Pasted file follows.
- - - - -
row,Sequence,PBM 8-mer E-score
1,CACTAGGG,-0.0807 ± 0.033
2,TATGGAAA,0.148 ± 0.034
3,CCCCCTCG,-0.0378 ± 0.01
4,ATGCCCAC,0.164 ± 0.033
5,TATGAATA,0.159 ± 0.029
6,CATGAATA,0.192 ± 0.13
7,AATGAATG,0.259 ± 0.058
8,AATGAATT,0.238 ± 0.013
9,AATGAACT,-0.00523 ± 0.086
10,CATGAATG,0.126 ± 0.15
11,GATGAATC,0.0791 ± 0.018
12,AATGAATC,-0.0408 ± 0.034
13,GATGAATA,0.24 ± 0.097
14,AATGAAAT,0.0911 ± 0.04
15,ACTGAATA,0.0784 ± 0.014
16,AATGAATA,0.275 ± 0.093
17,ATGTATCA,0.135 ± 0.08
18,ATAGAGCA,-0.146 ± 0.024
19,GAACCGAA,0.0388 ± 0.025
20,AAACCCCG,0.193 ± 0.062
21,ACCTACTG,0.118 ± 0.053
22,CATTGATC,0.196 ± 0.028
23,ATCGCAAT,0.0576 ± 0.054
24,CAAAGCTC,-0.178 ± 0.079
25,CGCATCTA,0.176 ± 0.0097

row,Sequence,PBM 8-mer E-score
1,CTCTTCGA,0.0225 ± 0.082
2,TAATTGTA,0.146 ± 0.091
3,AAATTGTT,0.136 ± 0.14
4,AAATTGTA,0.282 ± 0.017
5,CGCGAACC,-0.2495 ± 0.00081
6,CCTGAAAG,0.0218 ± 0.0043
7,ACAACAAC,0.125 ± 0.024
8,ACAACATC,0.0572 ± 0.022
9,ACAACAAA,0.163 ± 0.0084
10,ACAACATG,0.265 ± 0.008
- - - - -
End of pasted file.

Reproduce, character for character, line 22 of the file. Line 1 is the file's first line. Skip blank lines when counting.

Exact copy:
21,ACCTACTG,0.118 ± 0.053